“Choose courage over comfort!” Vivianne Castillo

Choose courage over comfort! Vivianne Castillo

Credits to Expertera (@ExperteraGlobal on twitter October 18)

“Saying NO is a design skill. Asking WHY is a design skill. Rolling your eyes is not a design skill.” Mike Monteiro

Saying NO is a design skill. Asking WHY is a design skill. Rolling your eyes is not a design skill. Mike Monteiro

Credits to Simona Ritrovato (@strillart on twitter October 19)

Obrigada 🔮MirrorConf! 🙋‍♀🙋‍♀

I think we can’t thank the 🔮MirrorConf organisation enough. The team and the help we got from Laura, Zemith, José, Joáo, among others of Subvisual was outstanding! Also we would like to explicitly thank Ana Sofia for arranging that we could attend the conference, awesome job! Obrigada! 🙋‍♀🙋‍♀

Subvisual Team oganizing MirrorConf

credits to XING Portugal (@XING_pt on twitter October 18)
Credits to Mirror Conf find potatoCode Sabine at 0:11 seconds

Team potatoCode 🙋‍♀🙋‍♀

Sabine van der Eijk & Alina Leuca

🔮MirrorConf speakers Alina & Sabine

credits to Subvisual, organisation 🔮MirrorConf

Full Stack Fest in Barcelona

Posted on by Amalia Cardenas

One of the highlights of this summer was attending the Full Stack Fest in Barcelona. The Full Stack Fest is a language agnostic conference that focuses on the future of the web. The conference was outstanding, I learned a lot, met some great people and overall the conference had a positive impact in my personal development.

Klaus Fleerkötter , Anemari Fiser , and Amalia Cardenas at the Full Stack Feast

Klaus Fleerkötter , Anemari Fiser , and Amalia Cardenas at the Full Stack Feast. (Photo taken by Amalia Cardenas)

All talks were great sources of learning and inspiration, but there was one that was particularly inspiring for me. In this blog post, I want to share what I learned from this talk.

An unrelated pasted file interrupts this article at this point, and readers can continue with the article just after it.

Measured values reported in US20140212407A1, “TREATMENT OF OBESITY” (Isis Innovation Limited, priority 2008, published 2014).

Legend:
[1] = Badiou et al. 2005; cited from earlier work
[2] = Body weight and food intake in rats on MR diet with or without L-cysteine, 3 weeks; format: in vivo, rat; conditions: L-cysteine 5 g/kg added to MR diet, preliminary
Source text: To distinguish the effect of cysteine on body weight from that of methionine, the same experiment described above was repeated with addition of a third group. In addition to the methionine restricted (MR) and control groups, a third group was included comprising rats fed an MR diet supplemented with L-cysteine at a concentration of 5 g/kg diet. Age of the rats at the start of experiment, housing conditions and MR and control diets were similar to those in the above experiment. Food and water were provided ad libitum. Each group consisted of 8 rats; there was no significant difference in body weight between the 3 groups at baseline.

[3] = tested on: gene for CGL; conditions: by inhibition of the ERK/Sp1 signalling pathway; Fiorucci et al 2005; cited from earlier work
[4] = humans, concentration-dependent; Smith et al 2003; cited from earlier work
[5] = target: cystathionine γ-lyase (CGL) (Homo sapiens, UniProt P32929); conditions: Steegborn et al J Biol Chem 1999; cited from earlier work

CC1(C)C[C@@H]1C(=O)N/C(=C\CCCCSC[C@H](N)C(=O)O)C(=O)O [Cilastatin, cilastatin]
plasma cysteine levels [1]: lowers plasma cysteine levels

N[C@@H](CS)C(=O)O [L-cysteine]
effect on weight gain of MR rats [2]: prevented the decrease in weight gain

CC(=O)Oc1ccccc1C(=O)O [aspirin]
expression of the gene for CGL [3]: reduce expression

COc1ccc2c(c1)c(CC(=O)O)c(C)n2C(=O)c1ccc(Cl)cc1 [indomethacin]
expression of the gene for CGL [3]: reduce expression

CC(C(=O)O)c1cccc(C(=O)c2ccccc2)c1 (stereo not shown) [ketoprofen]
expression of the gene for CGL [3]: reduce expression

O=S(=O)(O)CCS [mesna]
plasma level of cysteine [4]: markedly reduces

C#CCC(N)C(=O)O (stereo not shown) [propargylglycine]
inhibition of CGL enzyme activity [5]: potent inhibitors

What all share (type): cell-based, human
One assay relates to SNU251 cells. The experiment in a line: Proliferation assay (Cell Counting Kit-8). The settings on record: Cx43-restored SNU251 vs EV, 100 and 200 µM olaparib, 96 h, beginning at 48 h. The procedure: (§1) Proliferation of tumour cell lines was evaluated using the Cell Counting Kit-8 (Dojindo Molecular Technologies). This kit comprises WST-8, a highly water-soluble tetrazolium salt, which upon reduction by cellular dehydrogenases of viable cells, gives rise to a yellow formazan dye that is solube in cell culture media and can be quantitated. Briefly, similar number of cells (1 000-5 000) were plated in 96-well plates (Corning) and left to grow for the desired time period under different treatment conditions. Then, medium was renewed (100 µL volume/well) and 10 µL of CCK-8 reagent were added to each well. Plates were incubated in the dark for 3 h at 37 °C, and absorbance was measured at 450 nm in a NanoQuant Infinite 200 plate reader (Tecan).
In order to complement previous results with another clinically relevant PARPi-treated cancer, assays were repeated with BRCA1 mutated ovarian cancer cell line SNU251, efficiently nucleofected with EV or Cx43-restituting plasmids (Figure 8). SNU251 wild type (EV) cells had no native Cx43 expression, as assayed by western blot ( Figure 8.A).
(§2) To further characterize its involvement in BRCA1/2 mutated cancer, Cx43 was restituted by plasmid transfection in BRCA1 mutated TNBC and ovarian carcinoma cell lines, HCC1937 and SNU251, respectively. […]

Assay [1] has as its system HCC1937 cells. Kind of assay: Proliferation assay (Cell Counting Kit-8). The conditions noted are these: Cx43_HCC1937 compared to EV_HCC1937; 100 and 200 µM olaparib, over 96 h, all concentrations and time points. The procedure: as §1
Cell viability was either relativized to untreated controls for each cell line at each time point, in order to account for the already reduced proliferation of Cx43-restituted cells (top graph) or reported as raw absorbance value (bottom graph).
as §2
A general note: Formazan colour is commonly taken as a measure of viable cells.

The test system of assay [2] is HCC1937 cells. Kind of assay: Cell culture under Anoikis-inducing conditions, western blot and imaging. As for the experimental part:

Avoiding Digital Bias by Adam L. Smith

The talk on avoiding digital bias given by Adam L. Smith was one of my favorite talks during the conference.

From Adam’s talk I learned that machine learning is a field of computer science that gives computer systems the ability to learn rather than be explicitly programmed. Developers working on machine learning algorithms analyze data, extract features from the data that they want, and train models to behave in a certain way.

The use of Artificial Intelligence and machine learning is impacting a broad range of fields. For example, machine learning is already helping predict severe weather patterns, detect privacy breaches in healthcare, and it is affecting the way repairs are performed on critical infrastructure.

While the impact that machine learning algorithms can have on science and society is promising, Smith argued that careful thinking and planning are required to avoid inappropriate bias. As he pointed out, “Machine learning can’t be fair or just unless it is given fair and just data.”

For counting, sorting, grouping and extracting certain types of patterns, machine learning is a useful tool. However, moral values and the ability to transfer high level knowledge from one domain to another is something that current algorithms are not equipped to handle well – although research is being conducted to correct this.